We talked through funding struggles, visa issues, and the isolation of the pandemic. We celebrated draft submissions to journals, shared foster kitten stories, and supported applications to jobs that may have been out of reach. We each have differing personal and academic backgrounds, but those differences make us all the better. One member will always nitpick the word choice and grammar, while one will shake up the entire manuscript structure to improve clarity. Someone else is the queen of all figures and knows just how to tweak positioning to make things cleaner, while someone else is all about the content and citations. This writing group has made me, personally, far more willing to accept feedback from peers, far better at providing feedback to others, and, most importantly, made me feel far less alone while finishing a dissertation mid-pandemic. To the women in my writing group: thank you for getting me here. To those who are considering joining one: do it. You deserve the space to work on your craft without fear of judgment.
Day 480: three postdocs and a health data scientist show up in a Zoom room.
By Dr. Reginald L. McGee II and Dr. Alys Clark
Early Career Feature
A recent paper by Dr. Melissa Spence (University of California, Merced), Dr. Mario Banuelos (California State University, Fresno), Dr. Roummel F. Marcia (University of California, Merced), and Dr. Suzanne Sindi (University of California, Merced) entitled “Detecting inherited and novel structural variants in low-coverage parent-child sequencing data” considers computational approaches that leverage sparsity and convex optimization for variant detection within next-generation sequencing data.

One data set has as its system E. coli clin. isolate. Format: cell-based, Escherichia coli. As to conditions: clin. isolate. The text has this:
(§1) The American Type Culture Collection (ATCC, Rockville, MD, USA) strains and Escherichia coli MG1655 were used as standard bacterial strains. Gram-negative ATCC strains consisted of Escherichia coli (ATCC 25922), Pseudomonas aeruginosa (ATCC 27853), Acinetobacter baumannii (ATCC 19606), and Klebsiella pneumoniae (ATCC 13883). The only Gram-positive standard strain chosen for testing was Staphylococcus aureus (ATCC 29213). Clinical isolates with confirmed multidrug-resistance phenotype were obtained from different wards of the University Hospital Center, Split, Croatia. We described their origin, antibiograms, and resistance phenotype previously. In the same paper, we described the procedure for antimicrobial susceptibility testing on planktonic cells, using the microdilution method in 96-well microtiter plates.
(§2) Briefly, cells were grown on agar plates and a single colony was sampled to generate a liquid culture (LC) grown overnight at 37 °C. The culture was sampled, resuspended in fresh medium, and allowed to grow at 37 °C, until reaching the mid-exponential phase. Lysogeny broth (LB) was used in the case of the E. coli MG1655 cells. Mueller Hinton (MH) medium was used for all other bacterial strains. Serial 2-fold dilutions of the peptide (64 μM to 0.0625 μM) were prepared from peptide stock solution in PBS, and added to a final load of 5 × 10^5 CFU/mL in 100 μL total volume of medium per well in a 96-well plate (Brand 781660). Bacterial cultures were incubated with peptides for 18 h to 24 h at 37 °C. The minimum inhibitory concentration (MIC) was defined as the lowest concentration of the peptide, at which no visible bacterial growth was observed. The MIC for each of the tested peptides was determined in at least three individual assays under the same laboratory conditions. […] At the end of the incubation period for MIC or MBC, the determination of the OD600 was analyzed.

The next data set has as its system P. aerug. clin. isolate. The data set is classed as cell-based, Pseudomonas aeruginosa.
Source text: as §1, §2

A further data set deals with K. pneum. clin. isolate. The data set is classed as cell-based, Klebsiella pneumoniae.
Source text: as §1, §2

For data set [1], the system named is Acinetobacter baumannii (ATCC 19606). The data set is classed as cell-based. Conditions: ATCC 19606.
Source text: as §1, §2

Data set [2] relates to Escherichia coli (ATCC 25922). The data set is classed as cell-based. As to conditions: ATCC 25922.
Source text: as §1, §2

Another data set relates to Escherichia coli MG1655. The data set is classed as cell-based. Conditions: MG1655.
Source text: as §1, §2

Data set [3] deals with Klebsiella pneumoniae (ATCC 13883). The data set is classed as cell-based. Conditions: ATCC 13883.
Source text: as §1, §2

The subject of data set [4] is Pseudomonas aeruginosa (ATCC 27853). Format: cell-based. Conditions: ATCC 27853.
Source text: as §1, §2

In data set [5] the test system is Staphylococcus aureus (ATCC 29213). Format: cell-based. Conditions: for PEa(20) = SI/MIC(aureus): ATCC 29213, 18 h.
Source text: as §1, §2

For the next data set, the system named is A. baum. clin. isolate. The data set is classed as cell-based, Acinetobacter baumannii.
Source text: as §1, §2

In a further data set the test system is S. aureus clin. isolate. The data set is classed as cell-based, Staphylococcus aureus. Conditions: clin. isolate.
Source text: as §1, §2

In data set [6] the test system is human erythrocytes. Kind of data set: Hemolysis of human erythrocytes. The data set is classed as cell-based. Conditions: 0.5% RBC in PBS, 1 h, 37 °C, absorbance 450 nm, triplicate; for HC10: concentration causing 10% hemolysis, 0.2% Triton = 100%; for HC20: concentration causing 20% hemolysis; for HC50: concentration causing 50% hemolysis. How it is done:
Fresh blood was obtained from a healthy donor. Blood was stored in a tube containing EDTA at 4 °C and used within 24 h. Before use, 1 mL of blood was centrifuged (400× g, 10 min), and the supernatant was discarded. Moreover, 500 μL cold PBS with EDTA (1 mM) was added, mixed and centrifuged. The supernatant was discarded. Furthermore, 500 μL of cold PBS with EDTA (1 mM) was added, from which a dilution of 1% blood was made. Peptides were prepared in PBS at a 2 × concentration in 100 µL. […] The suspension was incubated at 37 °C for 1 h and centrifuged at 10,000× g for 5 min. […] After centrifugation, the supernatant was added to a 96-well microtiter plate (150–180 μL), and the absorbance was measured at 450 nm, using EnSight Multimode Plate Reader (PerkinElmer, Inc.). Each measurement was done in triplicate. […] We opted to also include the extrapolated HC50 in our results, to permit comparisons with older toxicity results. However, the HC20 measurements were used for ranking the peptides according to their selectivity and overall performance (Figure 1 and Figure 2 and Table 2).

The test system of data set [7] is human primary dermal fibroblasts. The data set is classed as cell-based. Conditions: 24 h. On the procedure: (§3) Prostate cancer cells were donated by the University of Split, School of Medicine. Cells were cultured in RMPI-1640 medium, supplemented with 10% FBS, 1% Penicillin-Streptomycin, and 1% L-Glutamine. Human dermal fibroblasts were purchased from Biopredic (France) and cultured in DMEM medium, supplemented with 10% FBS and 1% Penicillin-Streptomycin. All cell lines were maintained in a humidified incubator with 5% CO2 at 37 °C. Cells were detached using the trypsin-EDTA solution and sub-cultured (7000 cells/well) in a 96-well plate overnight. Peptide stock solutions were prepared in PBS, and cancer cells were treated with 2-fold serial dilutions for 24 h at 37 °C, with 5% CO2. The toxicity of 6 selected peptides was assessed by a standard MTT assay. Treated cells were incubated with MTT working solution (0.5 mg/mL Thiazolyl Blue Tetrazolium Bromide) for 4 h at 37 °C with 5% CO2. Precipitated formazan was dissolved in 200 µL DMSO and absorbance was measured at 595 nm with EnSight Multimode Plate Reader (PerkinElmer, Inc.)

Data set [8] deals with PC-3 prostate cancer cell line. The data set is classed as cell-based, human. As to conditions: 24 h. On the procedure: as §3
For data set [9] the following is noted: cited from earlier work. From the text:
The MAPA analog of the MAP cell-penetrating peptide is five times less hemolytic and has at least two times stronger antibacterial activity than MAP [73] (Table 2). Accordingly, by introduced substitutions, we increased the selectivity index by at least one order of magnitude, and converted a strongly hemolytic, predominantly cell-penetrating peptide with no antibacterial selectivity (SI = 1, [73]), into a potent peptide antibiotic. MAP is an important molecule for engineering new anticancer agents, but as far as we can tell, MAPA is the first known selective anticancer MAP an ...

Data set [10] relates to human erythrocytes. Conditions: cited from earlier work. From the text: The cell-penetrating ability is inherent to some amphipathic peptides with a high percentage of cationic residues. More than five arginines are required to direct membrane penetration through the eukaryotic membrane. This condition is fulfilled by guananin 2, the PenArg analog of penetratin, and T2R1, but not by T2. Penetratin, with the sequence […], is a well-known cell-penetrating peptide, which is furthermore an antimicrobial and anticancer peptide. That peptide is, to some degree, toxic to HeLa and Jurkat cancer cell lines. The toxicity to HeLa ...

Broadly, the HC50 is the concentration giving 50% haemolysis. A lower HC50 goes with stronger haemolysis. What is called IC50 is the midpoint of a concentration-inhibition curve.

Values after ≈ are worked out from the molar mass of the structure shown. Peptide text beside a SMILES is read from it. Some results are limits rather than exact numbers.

In the work the authors propose a model for predicting inherited and novel genomic structural variants in related individuals. The model simultaneously considers one parent’s (f_p) and one child’s (f_c) genomic signal. It combines relatedness constraints, a sparsity-promoting penalty, and a maximum likelihood approach for detecting these binary variables. The constrained optimization is solved analytically and this approach improves variant detection for both simulated data and real genomic data across multiple generations.
To read more about this exciting work, please see the link: www.sciencedirect.com/science/article/pii/S1046202319300313
Most Downloaded Paper in Bulletin of Mathematical Biology, August 2021 Issue
A recent paper authored by Gustavo Nicolás Páez (Myanmar Development Institute), Juan Cerón and Santiago Cortés (Factored.Ai, Columbia), Adolfo Quiroz (Universidad de los Andes), José Zea (Instituto Nacional de Salud), Camila Franco (Universidad de los Andes), and Érica Cruz, Gina Vargas, Carlos Castañeda (Instituto Nacional de Salud) has become the most downloaded paper in the August 2021 Issue of the Bulletin of Mathematical Biology. The paper is entitled “Alternative Strategies for the Estimation of a Disease’s Basic Reproduction Number: A Model‑Agnostic Study”.
The article considers strategies for calculating the effective reproduction number in a variety of different contexts. As the reproduction number is used in policy making, particularly in the current context of the covid-19 pandemic, accurate calculation and reporting of reproduction number is important. However, reproduction number calculation based on models relies on the assumptions made in those models, and these assumptions must be carefully considered when deriving and reporting these values from data. The paper assessed four different models (three of them novel) and carefully compared the models and their underlying assumptions. The study showed that no individual model could be considered to be a priori preferable to the others, and recommended that multiple models be employed in studies of disease transmission, with appropriate reporting of assumptions and outcomes, such that experts can adequately interpret the impact of modelling choices on reported reproduction numbers.
To read more about this exciting work, please see the link: